China, EU agree to form anti-piracy panel

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BRUSSELS -- China and the European Union have agreed to set up a special panel that will look at ways to curb rampant Chinese piracy.

The panel, billed as a "high-level group," will hold its first meeting in March, and European officials warned that it will have to deliver results quickly if the EU is not to consider trade sanctions against Beijing.

The agreement, reached Wednesday at the 10th annual EU-China summit, came after a tense meeting in which the EU warned that Beijing's failure to clamp down on the escalating copying of products like DVDs and CDs was wearing European patience thin.

European Commission president Jose Manuel Barroso demanded that China remove the "artificial barriers" presented by copyright violations in order to enable EU businesses better access to trade with China. This is a key reason why EU exports to countries such as Switzerland remained higher than those to China, Barroso said.

Chinese Premier Wen Jiabao responded by saying Beijing was "sincere and ambitious" in its efforts to protect intellectual property rights.

Just hours before the leaders met, EU Trade Commissioner Peter Mandelson berated the Chinese government for failing to adequately protect the intellectual property rights of European companies. "China's push to become a high-tech producer will only succeed if the fight against intellectual property theft and counterfeiting can be won," he said.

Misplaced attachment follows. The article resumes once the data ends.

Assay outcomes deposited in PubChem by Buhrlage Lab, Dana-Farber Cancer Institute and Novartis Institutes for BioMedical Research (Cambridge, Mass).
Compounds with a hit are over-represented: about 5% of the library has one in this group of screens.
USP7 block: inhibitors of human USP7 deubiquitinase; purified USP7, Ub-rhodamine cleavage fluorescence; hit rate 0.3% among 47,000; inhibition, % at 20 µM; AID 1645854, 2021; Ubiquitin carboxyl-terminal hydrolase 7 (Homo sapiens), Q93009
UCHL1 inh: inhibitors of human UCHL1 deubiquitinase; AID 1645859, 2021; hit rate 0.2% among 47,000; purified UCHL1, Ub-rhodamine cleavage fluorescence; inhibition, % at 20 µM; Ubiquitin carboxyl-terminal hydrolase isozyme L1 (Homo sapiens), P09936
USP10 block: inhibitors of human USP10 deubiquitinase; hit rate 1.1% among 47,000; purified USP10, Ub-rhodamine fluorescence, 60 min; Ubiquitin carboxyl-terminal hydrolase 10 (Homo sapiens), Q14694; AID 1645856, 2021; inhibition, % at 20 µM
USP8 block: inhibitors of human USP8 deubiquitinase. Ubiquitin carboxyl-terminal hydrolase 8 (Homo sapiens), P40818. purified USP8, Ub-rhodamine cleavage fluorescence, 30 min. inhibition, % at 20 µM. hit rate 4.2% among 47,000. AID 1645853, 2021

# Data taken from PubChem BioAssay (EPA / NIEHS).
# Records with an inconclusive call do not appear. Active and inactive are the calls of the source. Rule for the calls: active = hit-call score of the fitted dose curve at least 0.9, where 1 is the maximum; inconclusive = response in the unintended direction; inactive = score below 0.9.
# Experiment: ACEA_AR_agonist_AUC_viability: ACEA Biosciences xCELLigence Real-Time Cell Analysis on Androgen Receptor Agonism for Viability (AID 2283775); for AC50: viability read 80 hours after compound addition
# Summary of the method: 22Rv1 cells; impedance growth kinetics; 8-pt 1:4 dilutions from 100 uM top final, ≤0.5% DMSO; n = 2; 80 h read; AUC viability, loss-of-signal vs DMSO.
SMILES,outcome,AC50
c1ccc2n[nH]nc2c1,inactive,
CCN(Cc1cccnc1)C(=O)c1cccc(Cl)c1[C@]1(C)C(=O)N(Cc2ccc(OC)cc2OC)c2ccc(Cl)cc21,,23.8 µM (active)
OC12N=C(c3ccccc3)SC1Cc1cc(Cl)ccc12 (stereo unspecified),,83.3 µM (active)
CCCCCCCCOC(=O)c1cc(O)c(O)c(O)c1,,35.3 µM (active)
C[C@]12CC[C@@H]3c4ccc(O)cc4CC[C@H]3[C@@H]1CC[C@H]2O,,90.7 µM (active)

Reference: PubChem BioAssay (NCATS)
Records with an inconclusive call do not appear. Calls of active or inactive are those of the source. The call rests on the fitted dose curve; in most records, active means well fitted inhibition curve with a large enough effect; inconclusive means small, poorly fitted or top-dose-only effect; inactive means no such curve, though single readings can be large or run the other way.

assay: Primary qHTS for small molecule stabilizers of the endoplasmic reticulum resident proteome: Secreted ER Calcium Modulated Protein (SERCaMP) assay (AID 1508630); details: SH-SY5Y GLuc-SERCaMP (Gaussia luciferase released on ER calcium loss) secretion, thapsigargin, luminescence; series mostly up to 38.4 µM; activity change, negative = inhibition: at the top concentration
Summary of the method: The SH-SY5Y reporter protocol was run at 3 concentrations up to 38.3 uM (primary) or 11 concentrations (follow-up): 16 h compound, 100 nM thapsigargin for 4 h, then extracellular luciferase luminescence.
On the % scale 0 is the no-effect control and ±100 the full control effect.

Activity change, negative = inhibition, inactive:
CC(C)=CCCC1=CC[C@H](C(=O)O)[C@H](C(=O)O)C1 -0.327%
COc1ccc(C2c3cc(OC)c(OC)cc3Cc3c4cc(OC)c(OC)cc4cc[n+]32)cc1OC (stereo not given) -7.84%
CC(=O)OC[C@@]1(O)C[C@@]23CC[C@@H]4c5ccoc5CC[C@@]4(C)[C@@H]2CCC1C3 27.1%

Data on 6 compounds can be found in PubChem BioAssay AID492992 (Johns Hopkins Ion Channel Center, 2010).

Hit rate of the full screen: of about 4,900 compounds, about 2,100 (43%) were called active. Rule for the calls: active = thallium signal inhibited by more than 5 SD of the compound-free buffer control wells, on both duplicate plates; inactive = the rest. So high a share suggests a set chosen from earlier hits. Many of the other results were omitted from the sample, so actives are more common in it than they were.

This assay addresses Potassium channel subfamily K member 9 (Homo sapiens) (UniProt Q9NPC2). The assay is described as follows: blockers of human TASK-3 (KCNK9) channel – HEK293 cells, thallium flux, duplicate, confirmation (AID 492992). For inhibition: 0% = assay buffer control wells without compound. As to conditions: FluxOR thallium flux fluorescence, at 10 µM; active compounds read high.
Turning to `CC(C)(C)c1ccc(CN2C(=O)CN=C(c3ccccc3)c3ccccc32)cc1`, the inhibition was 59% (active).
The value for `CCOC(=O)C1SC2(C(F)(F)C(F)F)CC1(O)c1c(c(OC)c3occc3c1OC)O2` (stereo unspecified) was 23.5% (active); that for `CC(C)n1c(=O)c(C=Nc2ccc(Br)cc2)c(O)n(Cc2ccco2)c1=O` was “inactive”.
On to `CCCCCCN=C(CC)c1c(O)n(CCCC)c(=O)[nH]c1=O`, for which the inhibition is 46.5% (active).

Mandelson also warned that piracy has contributed to European business confidence about investment in China falling for the first time in many years. "The problems continue to get worse, and the world -- particularly China -- is changing too fast to wait longer," he said. "The fake markets are cleaned out for a day and then the traders creep back in. Our music and films are routinely stolen and royalties are not paid."

The EU has so far held back from challenging China's limp intellectual property protection in the World Trade Organization, preferring to prioritize dialogue and cooperation instead. "But the sincerity of our approach is being tested," Mandelson warned. "It is hard to see how much longer our patience can last if treatment does not improve."
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